The release liner should also be able to avert medicine leakage from a drug reservoir, and it should not extract or react with any of said medicine in a reservoir or a monolithic matrix.
Manufacturers and users of medical liners must be aware of additional compliance restrictions around REACH and the liner being free of allergens, latex, phthalates and melamine.
A specific medical packaging product may be awarded permitted status or a broader approval status. FDA approval affirms testing of the raw materials for compliance. Permitted materials have been reviewed and are considered to be free of harmful effects for certain FDA categories.
Medical release liners should be able to demonstrate an FDA DMF (Type III Packaging) status before being incorporated into pharmaceutical packaging or a medical device.
A Drug Master File (DMF) includes comprehensive documentation on the raw materials, formulation, processing, testing and analysis of a medical release liner, confirming that this meets all required FDA regulations and standards.
The Drug Master File often features proprietary information, so its contents remain confidential between the FDA and the liner OEM. Any medical manufacturer OEM incorporating a release liner into a medical product will refer to the DMF for the liner in its drug application to the FDA or other notified body.
Within this reference, the release liner OEM will provide a Letter of Authorization, allowing the medical manufacturer OEM to reference the DMF numbered product as part of the drug application.
Manufacturers of medical release liners frequently partake in thorough audits of quality management systems and facilities to ensure compliant processes.
Full GMP manufacturing is not required because release liners are deemed an inactive packaging product by the FDA. Despite this, medical release liners must be manufactured in cleanrooms that are free of pests and microbial contamination.
Recommendations and next steps
There are several factors that must be considered when selecting a medical release liner. The release liner must be strong enough to withstand conversion, handling and assembly throughout the various stages of medical device manufacturing.
The correct degree of rigidity allows the release liner to be peeled off the pressure-sensitive adhesive with ease, while the optimum release coating type will be influenced by the desired release level, the adhesives in use and the medicine being released.
All medical release liners are required to have FDA DMF status. The use of a release liner without DMF status is not recommended, as this can impede or disrupt the regulatory approval process for a medical product.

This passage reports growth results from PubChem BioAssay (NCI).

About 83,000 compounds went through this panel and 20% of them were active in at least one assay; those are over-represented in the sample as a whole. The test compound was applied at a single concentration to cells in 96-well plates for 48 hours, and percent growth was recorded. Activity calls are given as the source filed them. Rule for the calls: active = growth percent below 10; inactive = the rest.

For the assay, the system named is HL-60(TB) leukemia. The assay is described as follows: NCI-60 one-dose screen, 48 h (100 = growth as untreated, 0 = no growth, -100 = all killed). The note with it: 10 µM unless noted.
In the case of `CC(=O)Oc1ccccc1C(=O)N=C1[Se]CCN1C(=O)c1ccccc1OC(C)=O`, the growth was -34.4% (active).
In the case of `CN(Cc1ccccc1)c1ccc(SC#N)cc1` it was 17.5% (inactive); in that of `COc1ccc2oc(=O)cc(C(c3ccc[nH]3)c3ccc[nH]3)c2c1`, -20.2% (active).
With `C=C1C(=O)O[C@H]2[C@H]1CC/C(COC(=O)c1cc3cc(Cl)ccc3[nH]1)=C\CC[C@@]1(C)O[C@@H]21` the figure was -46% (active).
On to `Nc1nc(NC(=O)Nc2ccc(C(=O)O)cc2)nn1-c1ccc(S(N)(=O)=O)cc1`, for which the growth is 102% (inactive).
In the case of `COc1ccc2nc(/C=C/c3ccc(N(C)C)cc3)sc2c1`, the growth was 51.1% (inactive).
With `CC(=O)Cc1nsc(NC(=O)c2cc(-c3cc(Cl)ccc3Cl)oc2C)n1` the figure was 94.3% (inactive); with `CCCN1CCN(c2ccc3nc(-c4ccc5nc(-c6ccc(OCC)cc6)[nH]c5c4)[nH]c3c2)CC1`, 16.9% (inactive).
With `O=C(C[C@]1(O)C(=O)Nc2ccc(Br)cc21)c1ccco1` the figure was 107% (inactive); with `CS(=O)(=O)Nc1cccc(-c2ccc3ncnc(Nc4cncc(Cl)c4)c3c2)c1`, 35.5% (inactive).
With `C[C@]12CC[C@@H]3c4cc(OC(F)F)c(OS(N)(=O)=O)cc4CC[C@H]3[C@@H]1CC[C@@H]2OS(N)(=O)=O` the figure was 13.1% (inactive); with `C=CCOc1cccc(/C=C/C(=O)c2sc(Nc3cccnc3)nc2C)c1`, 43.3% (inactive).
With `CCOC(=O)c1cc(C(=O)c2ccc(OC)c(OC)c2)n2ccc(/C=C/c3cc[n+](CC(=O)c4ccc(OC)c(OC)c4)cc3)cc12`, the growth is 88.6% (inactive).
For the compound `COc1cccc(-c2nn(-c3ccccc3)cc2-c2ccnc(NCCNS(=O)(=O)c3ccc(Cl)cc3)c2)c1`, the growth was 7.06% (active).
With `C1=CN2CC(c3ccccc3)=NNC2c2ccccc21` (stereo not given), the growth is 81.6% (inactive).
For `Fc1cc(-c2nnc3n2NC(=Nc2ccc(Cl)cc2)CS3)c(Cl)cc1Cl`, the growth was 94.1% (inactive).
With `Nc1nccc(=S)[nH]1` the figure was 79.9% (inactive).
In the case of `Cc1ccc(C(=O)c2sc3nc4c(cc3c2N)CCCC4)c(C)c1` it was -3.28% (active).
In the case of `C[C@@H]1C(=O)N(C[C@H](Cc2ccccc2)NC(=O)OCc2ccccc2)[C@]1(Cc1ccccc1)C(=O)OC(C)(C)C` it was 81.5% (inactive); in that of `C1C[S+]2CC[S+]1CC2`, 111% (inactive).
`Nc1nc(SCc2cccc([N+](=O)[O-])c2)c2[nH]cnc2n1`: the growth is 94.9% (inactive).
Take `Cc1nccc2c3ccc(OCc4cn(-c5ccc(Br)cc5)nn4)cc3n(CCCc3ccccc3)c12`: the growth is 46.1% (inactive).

Figure 6. Factors for medical release liner selection. Image Credit: IEEE GlobalSpec.
Medical liner selection should begin with the sampling and testing of several release liner samples in product assemblies. This should be completed using the actual adhesive or drug-loaded adhesive formulations.
Once the range of challenges around design, approval and implementation of products using a medical liner has been fully considered, a liner can be selected.
It is advisable to work with a competent, experienced release liner OEM such as Saint-Gobain Films and Fabrics from the beginning of the development process in order to maximize performance, reduce costs and better troubleshoot problems.
There are several recommended steps for selecting a medical release liner. These include:
- Evaluate adhesive or drug-loaded adhesive formulations with an appropriate release liner supplier
- Choose appropriate FDA-approved medical liners with DMF status
- Screen a diverse array of release liners prior to shortlisting candidate liners
- Evaluate and thoroughly test UV-silicone release systems first because these liners exhibit a longer shelf-life
- Be patient – approval for new drugs and medical devices can take between 3 and 5 years
The selection of a widely-recognized, reliable and robust release liner supplier is essential. The supplier should ideally offer a broad product portfolio and custom engineering capability and should be able to rapidly respond and provide a solution to any medical liner implementation issues throughout the product development process.
When a suitable, reliable, high performance medical release liner system has been selected for an application, it is also important to maintain product quality and minimize product variability by working with a single release liner OEM, such as Saint-Gobain Films and Fabrics.
We are a leading multi-materials solutions company focused on solutions that enable better outcomes across the industry and daily life of us all. Leveraging cutting-edge process technologies and customer insights, we use a broad range of advanced materials to develop high-performance polymer composites. We manufacture products, develop multi-material solutions or help our customers to integrate their systems, whether our customers: look for consistent release and efficiency improvements; build components for energy efficiency; want to protect against harmful conditions; maintain purity of their products or are looking to design equipment with highest level of signal integrity.
Saint-Gobain FILMS & FABRICS has a worldwide footprint with 7 industrial sites and a commercial and technical presence in all six continents; we also benefit from Saint-Gobain group’s state-of-the-art Research & Development facilities located in France, USA, China, and India on top of the specific development capabilities we have in our Films & Fabrics manufacturing plants. We leverage on those capabilities to design multi-material solutions suited to your local or global needs in multiple markets and applications that withstand the most extreme conditions.
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Produced from material originally authored by IEEE GlobalSpec.